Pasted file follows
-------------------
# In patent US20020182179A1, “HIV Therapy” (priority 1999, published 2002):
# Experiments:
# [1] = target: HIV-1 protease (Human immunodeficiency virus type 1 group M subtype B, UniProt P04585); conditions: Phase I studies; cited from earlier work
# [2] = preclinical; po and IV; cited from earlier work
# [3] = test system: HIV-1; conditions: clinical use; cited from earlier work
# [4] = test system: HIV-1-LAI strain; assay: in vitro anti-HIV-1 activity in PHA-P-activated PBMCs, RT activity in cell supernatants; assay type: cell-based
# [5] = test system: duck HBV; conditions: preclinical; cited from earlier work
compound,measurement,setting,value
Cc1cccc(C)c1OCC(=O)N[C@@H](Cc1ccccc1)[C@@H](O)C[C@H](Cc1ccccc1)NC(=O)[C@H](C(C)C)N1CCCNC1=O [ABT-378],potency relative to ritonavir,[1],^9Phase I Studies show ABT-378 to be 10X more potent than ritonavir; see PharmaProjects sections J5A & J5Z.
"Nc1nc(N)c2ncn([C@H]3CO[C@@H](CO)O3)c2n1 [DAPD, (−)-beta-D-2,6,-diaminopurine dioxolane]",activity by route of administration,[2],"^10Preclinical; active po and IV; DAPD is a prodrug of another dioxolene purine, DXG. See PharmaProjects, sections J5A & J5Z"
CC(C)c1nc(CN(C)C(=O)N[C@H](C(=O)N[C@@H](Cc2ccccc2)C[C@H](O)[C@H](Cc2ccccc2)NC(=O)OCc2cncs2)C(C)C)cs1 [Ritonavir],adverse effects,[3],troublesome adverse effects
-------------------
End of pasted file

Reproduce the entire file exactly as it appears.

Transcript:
# In patent US20020182179A1, “HIV Therapy” (priority 1999, published 2002):
# Experiments:
# [1] = target: HIV-1 protease (Human immunodeficiency virus type 1 group M subtype B, UniProt P04585); conditions: Phase I studies; cited from earlier work
# [2] = preclinical; po and IV; cited from earlier work
# [3] = test system: HIV-1; conditions: clinical use; cited from earlier work
# [4] = test system: HIV-1-LAI strain; assay: in vitro anti-HIV-1 activity in PHA-P-activated PBMCs, RT activity in cell supernatants; assay type: cell-based
# [5] = test system: duck HBV; conditions: preclinical; cited from earlier work
compound,measurement,setting,value
Cc1cccc(C)c1OCC(=O)N[C@@H](Cc1ccccc1)[C@@H](O)C[C@H](Cc1ccccc1)NC(=O)[C@H](C(C)C)N1CCCNC1=O [ABT-378],potency relative to ritonavir,[1],^9Phase I Studies show ABT-378 to be 10X more potent than ritonavir; see PharmaProjects sections J5A & J5Z.
"Nc1nc(N)c2ncn([C@H]3CO[C@@H](CO)O3)c2n1 [DAPD, (−)-beta-D-2,6,-diaminopurine dioxolane]",activity by route of administration,[2],"^10Preclinical; active po and IV; DAPD is a prodrug of another dioxolene purine, DXG. See PharmaProjects, sections J5A & J5Z"
CC(C)c1nc(CN(C)C(=O)N[C@H](C(=O)N[C@@H](Cc2ccccc2)C[C@H](O)[C@H](Cc2ccccc2)NC(=O)OCc2cncs2)C(C)C)cs1 [Ritonavir],adverse effects,[3],troublesome adverse effects